At this very moment, I'm starving, dehydrating and suffocating. I'm experiencing years of withdrawal and deprivation. In my lucid moments of awareness, away from the numbness that has become a stoic refuge from a reality I can hardly face, I have indescribable agony and all I wish is to be tenderly touched, to be shown care and affection and to feel that physical presence, because fundamentally it's how I experience and connect with the world around me. That is how I'm built to feel, and so it represents a gateway to my emotions and my heart.

It's a moment like this that brings the realization of how much it means to tie my hands and hold back the touch I want and need to give too; these are all my expressions of care and affection, building-blocks for connections and a shared understanding of one another through the touch-experience.


  1. Thank you for this post.

    Please repair relationships with your family. It won't necessarily fix the problem of craving touch, but it will be rewarding in other ways.

    I don't really understand shmirat negiyah. I know it is a fence around a fence around the fence of premarital or extramarital sex, but if the fence is crumbling your neshamah, then maybe it is one fence too far. Can you hug a person without initiating a sexual relationship? I have for years, but I still find myself craving touch.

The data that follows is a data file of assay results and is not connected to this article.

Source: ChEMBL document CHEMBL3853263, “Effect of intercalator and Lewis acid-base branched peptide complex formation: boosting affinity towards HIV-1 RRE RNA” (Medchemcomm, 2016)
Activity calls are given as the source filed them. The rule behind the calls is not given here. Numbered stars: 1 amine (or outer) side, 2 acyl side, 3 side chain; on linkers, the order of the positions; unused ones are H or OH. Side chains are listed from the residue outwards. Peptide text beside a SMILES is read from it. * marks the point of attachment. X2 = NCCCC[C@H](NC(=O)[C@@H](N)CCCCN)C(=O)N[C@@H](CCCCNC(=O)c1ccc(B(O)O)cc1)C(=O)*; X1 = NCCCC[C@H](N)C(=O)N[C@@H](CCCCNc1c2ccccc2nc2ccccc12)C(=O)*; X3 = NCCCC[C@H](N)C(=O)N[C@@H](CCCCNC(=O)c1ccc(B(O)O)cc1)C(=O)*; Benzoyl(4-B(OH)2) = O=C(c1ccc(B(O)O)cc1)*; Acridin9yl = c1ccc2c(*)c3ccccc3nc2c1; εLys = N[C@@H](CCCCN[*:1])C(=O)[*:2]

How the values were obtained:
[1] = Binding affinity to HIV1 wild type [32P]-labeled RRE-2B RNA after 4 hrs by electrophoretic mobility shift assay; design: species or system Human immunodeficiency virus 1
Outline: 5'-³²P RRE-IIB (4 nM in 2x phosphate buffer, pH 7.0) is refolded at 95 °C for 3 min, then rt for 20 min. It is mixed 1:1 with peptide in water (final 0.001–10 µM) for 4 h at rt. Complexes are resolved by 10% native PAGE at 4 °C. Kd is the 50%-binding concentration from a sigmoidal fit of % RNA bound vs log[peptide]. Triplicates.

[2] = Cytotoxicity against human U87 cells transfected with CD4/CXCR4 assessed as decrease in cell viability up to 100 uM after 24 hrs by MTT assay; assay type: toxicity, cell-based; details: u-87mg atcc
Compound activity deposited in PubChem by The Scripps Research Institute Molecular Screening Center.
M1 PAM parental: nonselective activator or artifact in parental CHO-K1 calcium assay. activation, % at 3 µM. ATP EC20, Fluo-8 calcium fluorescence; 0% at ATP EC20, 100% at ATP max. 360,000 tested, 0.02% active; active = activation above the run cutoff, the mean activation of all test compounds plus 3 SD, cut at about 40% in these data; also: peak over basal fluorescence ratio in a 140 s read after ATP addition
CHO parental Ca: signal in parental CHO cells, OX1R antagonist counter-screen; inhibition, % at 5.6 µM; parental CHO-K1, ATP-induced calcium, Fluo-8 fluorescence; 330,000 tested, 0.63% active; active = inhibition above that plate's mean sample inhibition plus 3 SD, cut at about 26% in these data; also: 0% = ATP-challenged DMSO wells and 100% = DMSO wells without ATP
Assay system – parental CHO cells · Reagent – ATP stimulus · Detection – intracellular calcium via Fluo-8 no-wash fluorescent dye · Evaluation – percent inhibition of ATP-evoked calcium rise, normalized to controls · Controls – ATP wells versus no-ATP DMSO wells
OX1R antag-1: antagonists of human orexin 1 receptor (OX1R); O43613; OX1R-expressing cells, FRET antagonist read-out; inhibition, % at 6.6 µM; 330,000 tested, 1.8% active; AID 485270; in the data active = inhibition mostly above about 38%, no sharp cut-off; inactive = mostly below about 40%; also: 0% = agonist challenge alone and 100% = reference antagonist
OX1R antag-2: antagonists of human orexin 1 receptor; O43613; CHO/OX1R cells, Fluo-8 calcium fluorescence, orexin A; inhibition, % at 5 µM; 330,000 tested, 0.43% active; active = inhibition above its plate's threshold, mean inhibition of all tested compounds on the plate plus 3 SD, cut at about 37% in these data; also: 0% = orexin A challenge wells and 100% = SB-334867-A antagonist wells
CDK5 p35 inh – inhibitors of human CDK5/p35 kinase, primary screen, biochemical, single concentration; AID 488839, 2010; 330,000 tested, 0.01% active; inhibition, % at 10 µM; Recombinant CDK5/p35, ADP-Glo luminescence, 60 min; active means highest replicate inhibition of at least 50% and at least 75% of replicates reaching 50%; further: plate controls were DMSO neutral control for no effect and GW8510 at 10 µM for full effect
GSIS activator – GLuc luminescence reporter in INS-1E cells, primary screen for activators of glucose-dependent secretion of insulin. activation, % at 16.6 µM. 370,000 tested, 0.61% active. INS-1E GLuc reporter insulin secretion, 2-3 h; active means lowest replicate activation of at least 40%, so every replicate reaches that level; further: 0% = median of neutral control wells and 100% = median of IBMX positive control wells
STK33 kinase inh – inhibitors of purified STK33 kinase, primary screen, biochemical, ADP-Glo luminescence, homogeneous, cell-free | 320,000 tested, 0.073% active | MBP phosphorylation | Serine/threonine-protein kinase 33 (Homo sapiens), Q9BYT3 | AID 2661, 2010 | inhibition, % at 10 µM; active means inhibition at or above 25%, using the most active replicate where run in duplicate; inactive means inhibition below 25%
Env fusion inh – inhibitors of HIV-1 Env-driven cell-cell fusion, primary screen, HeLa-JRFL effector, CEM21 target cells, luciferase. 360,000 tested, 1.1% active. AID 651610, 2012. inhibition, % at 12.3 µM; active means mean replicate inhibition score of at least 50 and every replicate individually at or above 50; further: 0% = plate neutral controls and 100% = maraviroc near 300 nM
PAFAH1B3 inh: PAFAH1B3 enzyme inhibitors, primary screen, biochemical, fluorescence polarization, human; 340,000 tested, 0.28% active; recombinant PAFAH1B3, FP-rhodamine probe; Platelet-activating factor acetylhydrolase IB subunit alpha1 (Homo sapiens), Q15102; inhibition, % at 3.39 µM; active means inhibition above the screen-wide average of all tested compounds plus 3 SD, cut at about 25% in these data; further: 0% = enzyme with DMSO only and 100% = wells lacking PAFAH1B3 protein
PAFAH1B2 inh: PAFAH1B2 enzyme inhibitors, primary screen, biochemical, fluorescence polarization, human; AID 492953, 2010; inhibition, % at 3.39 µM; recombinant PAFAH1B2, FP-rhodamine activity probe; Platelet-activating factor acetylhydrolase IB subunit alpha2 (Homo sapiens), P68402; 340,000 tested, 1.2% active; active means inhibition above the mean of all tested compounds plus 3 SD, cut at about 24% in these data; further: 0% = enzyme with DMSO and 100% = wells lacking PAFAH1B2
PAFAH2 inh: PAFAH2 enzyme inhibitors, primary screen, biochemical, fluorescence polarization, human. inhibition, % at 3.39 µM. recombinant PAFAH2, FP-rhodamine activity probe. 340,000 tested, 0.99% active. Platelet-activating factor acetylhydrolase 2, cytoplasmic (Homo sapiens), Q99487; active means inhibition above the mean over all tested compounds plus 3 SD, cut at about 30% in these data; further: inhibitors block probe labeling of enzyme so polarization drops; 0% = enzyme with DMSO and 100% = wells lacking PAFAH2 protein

2. Based on my picture of you from reading all of your posts, my recommendation is that you settle. Find a girl that will have you, and marry her. You clearly desperately need to get married soon. If not touching a girl is causing you as much anguish as comes across in this post, then perhaps you need to relax some of the standards that you're looking for and settle for good enough: A girl with a roughly similar hashkafa who when married will let you touch her.

  3. Whoa. That is intense advice.

    I will comment on my understanding of the reasons for Shomer Negiyah. It's more than just a fence.

    As human beings we are rational animals. Therefore we have two paradigms of relationships: rational and animal. We can have a relationship of mind, two people that respect each other as minds, and are partners in reflecting on themselves and choosing a balanced lifestyle. Or we can have a purely animal relationship, based on lust and physical attraction. The ideal relationship between a man and wife combines both paradigms, with physical satisfaction aiding and deepening a connection that exists beyond the physical.

    The danger is that desire to touch and be touched is a tremendously powerful thing - you describe it well in your post. It is all to easy to fall into a purely physical relationship, to not get to know one another as minds, to rely on physical attraction as the glue that keeps two people together.

    Sometimes physical relationships move so quickly that you're in love and you don't even know each other.

    Me, personally... I have my heart set on a truly human relationship, a partner who respects my thinking and who is committed to personal growth as a couple. I love Shomer Negiyah because, when you can't touch another person, you won't last long if you can't have a good conversation with them. It gives you room to notice the possible conflicts and lacks of compatibility in your personal philosophies and to build a relationship of mind that will only deepen with the addition of a physical component.